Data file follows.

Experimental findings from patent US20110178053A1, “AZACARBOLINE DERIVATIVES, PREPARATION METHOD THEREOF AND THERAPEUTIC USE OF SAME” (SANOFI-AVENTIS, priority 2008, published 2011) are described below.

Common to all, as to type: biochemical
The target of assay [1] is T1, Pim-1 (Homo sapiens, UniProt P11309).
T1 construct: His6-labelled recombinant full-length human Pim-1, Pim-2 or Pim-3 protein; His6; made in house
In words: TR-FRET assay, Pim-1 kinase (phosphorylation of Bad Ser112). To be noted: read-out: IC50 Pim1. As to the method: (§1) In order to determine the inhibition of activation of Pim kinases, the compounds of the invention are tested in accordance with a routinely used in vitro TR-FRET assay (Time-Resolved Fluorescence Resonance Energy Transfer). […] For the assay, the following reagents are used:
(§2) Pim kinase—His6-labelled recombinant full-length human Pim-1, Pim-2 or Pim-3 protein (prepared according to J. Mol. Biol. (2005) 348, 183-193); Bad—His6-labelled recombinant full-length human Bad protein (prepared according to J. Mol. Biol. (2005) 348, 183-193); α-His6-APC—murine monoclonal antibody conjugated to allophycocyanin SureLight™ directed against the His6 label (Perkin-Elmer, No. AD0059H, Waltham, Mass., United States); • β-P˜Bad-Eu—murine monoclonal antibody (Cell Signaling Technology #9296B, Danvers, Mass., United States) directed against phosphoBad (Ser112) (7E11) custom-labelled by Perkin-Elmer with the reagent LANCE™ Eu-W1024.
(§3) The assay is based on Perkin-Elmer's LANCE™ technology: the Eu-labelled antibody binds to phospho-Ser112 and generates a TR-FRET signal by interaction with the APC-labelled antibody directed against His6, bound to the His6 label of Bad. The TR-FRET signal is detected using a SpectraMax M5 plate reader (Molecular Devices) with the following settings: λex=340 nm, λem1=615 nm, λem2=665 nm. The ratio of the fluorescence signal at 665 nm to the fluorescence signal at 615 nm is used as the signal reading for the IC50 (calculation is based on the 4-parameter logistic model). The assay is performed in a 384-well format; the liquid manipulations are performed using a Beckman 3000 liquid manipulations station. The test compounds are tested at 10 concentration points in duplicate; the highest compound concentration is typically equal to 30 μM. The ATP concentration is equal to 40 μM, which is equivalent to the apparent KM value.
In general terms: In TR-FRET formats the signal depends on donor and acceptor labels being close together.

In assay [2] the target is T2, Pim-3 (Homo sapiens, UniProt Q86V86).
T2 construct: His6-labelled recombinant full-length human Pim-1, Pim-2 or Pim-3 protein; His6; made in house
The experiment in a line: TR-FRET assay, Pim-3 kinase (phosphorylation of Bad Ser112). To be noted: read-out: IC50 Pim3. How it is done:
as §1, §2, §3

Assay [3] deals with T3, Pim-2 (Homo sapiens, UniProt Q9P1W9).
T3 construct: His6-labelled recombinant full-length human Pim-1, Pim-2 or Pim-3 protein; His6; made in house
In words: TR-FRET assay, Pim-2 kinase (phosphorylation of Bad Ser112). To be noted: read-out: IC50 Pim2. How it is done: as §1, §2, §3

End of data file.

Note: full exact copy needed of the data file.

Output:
Experimental findings from patent US20110178053A1, “AZACARBOLINE DERIVATIVES, PREPARATION METHOD THEREOF AND THERAPEUTIC USE OF SAME” (SANOFI-AVENTIS, priority 2008, published 2011) are described below.

Common to all, as to type: biochemical
The target of assay [1] is T1, Pim-1 (Homo sapiens, UniProt P11309).
T1 construct: His6-labelled recombinant full-length human Pim-1, Pim-2 or Pim-3 protein; His6; made in house
In words: TR-FRET assay, Pim-1 kinase (phosphorylation of Bad Ser112). To be noted: read-out: IC50 Pim1. As to the method: (§1) In order to determine the inhibition of activation of Pim kinases, the compounds of the invention are tested in accordance with a routinely used in vitro TR-FRET assay (Time-Resolved Fluorescence Resonance Energy Transfer). […] For the assay, the following reagents are used:
(§2) Pim kinase—His6-labelled recombinant full-length human Pim-1, Pim-2 or Pim-3 protein (prepared according to J. Mol. Biol. (2005) 348, 183-193); Bad—His6-labelled recombinant full-length human Bad protein (prepared according to J. Mol. Biol. (2005) 348, 183-193); α-His6-APC—murine monoclonal antibody conjugated to allophycocyanin SureLight™ directed against the His6 label (Perkin-Elmer, No. AD0059H, Waltham, Mass., United States); • β-P˜Bad-Eu—murine monoclonal antibody (Cell Signaling Technology #9296B, Danvers, Mass., United States) directed against phosphoBad (Ser112) (7E11) custom-labelled by Perkin-Elmer with the reagent LANCE™ Eu-W1024.
(§3) The assay is based on Perkin-Elmer's LANCE™ technology: the Eu-labelled antibody binds to phospho-Ser112 and generates a TR-FRET signal by interaction with the APC-labelled antibody directed against His6, bound to the His6 label of Bad. The TR-FRET signal is detected using a SpectraMax M5 plate reader (Molecular Devices) with the following settings: λex=340 nm, λem1=615 nm, λem2=665 nm. The ratio of the fluorescence signal at 665 nm to the fluorescence signal at 615 nm is used as the signal reading for the IC50 (calculation is based on the 4-parameter logistic model). The assay is performed in a 384-well format; the liquid manipulations are performed using a Beckman 3000 liquid manipulations station. The test compounds are tested at 10 concentration points in duplicate; the highest compound concentration is typically equal to 30 μM. The ATP concentration is equal to 40 μM, which is equivalent to the apparent KM value.
In general terms: In TR-FRET formats the signal depends on donor and acceptor labels being close together.

In assay [2] the target is T2, Pim-3 (Homo sapiens, UniProt Q86V86).
T2 construct: His6-labelled recombinant full-length human Pim-1, Pim-2 or Pim-3 protein; His6; made in house
The experiment in a line: TR-FRET assay, Pim-3 kinase (phosphorylation of Bad Ser112). To be noted: read-out: IC50 Pim3. How it is done:
as §1, §2, §3

Assay [3] deals with T3, Pim-2 (Homo sapiens, UniProt Q9P1W9).
T3 construct: His6-labelled recombinant full-length human Pim-1, Pim-2 or Pim-3 protein; His6; made in house
In words: TR-FRET assay, Pim-2 kinase (phosphorylation of Bad Ser112). To be noted: read-out: IC50 Pim2. How it is done: as §1, §2, §3